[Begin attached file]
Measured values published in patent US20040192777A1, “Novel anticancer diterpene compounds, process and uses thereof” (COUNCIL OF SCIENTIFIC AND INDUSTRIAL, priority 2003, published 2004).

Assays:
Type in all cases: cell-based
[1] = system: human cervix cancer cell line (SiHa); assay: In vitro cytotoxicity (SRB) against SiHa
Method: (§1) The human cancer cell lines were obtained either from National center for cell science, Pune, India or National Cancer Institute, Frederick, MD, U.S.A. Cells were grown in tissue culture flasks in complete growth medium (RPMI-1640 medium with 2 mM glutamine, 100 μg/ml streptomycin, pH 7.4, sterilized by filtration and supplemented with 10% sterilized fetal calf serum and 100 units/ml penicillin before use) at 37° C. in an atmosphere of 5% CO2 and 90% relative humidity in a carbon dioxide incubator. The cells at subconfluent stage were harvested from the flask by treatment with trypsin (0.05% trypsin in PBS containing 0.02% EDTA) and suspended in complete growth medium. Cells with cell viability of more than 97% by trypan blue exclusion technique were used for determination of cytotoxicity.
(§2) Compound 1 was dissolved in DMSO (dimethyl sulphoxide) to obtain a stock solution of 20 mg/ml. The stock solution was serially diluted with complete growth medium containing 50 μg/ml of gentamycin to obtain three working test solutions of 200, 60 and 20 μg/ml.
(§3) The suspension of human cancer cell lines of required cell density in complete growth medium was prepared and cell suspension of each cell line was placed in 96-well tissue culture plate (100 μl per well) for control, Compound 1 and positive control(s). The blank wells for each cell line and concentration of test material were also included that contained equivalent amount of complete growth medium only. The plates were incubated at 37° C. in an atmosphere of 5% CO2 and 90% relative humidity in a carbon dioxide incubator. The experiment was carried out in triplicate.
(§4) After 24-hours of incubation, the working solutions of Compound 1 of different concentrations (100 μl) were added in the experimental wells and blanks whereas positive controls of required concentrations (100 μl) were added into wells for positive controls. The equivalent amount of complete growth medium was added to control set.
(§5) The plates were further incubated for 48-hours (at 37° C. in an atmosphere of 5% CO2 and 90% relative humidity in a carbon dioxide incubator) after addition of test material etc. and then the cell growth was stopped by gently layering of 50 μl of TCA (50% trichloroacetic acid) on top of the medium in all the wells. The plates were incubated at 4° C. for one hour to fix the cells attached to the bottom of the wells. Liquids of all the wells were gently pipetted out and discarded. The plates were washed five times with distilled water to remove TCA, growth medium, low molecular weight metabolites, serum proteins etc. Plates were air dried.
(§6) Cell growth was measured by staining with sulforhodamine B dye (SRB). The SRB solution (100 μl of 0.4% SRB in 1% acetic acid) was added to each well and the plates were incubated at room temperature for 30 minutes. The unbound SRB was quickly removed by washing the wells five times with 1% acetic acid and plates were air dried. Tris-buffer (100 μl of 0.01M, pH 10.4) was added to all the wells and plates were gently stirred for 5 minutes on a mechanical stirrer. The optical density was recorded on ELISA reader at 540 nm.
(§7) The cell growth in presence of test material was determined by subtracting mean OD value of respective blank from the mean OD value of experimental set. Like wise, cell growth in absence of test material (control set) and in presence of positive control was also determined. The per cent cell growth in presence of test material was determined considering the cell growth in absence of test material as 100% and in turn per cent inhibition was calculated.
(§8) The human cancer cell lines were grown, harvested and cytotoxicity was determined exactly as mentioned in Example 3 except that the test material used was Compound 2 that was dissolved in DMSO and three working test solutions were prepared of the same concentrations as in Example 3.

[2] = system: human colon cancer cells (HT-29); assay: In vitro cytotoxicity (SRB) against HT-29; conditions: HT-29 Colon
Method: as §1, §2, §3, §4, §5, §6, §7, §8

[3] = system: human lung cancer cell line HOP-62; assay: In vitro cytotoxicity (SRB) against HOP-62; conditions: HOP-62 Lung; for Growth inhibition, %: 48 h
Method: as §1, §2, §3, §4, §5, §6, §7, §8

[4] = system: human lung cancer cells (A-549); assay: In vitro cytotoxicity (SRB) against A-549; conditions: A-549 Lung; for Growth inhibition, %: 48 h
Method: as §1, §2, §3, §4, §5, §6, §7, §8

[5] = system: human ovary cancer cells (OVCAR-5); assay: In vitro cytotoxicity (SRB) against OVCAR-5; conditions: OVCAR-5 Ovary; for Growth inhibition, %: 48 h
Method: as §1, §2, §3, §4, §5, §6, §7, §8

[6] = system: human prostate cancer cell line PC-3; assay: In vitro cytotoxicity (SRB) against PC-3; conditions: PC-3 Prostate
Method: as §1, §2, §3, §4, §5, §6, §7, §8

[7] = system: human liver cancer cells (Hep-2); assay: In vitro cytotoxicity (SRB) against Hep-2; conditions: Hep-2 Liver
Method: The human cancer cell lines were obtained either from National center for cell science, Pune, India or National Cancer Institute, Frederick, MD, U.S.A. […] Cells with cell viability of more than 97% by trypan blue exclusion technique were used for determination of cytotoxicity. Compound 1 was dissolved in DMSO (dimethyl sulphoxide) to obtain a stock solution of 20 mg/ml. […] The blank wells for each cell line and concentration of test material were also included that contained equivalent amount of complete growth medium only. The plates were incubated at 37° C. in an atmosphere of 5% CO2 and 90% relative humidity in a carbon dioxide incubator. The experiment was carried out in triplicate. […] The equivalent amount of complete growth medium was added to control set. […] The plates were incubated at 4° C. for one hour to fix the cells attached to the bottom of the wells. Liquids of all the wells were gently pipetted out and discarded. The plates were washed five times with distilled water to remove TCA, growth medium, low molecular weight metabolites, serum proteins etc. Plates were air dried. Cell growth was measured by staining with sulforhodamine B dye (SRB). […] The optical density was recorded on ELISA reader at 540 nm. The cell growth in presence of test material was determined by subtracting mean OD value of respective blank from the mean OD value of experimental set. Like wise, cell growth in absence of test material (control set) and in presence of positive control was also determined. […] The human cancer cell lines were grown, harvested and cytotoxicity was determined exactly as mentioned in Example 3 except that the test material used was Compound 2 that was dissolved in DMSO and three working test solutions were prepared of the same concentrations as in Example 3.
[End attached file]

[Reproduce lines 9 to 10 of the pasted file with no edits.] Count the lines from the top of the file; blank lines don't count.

(§5) The plates were further incubated for 48-hours (at 37° C. in an atmosphere of 5% CO2 and 90% relative humidity in a carbon dioxide incubator) after addition of test material etc. and then the cell growth was stopped by gently layering of 50 μl of TCA (50% trichloroacetic acid) on top of the medium in all the wells. The plates were incubated at 4° C. for one hour to fix the cells attached to the bottom of the wells. Liquids of all the wells were gently pipetted out and discarded. The plates were washed five times with distilled water to remove TCA, growth medium, low molecular weight metabolites, serum proteins etc. Plates were air dried.
(§6) Cell growth was measured by staining with sulforhodamine B dye (SRB). The SRB solution (100 μl of 0.4% SRB in 1% acetic acid) was added to each well and the plates were incubated at room temperature for 30 minutes. The unbound SRB was quickly removed by washing the wells five times with 1% acetic acid and plates were air dried. Tris-buffer (100 μl of 0.01M, pH 10.4) was added to all the wells and plates were gently stirred for 5 minutes on a mechanical stirrer. The optical density was recorded on ELISA reader at 540 nm.